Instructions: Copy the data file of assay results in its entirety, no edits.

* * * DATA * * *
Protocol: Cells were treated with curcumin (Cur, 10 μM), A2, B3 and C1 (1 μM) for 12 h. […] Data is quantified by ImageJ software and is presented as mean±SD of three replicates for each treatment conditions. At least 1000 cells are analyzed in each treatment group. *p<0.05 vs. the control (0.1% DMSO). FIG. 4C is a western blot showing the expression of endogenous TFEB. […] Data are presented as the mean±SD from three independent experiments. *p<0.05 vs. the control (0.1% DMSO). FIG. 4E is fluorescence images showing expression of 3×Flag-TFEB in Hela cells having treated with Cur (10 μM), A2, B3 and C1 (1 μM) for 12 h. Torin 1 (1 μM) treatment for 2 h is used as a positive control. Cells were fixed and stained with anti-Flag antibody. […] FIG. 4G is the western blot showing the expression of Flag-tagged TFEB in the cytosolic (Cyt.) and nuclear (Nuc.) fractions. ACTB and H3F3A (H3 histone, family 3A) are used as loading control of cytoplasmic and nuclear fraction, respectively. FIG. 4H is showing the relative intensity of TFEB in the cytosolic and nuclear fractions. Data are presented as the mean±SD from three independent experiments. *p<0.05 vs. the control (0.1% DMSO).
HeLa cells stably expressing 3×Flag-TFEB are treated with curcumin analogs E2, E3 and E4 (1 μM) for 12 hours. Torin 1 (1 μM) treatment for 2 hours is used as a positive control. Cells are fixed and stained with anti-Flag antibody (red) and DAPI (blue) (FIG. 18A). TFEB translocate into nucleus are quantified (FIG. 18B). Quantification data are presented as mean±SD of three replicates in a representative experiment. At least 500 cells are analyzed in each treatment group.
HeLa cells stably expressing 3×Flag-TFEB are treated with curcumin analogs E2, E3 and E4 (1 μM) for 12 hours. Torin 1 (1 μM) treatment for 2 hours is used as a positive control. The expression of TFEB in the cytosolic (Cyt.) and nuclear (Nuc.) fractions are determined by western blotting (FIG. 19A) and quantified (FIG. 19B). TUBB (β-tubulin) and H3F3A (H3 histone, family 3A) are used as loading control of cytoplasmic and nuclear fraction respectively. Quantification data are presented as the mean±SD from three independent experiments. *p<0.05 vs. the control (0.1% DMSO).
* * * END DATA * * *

Protocol: Cells were treated with curcumin (Cur, 10 μM), A2, B3 and C1 (1 μM) for 12 h. […] Data is quantified by ImageJ software and is presented as mean±SD of three replicates for each treatment conditions. At least 1000 cells are analyzed in each treatment group. *p<0.05 vs. the control (0.1% DMSO). FIG. 4C is a western blot showing the expression of endogenous TFEB. […] Data are presented as the mean±SD from three independent experiments. *p<0.05 vs. the control (0.1% DMSO). FIG. 4E is fluorescence images showing expression of 3×Flag-TFEB in Hela cells having treated with Cur (10 μM), A2, B3 and C1 (1 μM) for 12 h. Torin 1 (1 μM) treatment for 2 h is used as a positive control. Cells were fixed and stained with anti-Flag antibody. […] FIG. 4G is the western blot showing the expression of Flag-tagged TFEB in the cytosolic (Cyt.) and nuclear (Nuc.) fractions. ACTB and H3F3A (H3 histone, family 3A) are used as loading control of cytoplasmic and nuclear fraction, respectively. FIG. 4H is showing the relative intensity of TFEB in the cytosolic and nuclear fractions. Data are presented as the mean±SD from three independent experiments. *p<0.05 vs. the control (0.1% DMSO).
HeLa cells stably expressing 3×Flag-TFEB are treated with curcumin analogs E2, E3 and E4 (1 μM) for 12 hours. Torin 1 (1 μM) treatment for 2 hours is used as a positive control. Cells are fixed and stained with anti-Flag antibody (red) and DAPI (blue) (FIG. 18A). TFEB translocate into nucleus are quantified (FIG. 18B). Quantification data are presented as mean±SD of three replicates in a representative experiment. At least 500 cells are analyzed in each treatment group.
HeLa cells stably expressing 3×Flag-TFEB are treated with curcumin analogs E2, E3 and E4 (1 μM) for 12 hours. Torin 1 (1 μM) treatment for 2 hours is used as a positive control. The expression of TFEB in the cytosolic (Cyt.) and nuclear (Nuc.) fractions are determined by western blotting (FIG. 19A) and quantified (FIG. 19B). TUBB (β-tubulin) and H3F3A (H3 histone, family 3A) are used as loading control of cytoplasmic and nuclear fraction respectively. Quantification data are presented as the mean±SD from three independent experiments. *p<0.05 vs. the control (0.1% DMSO).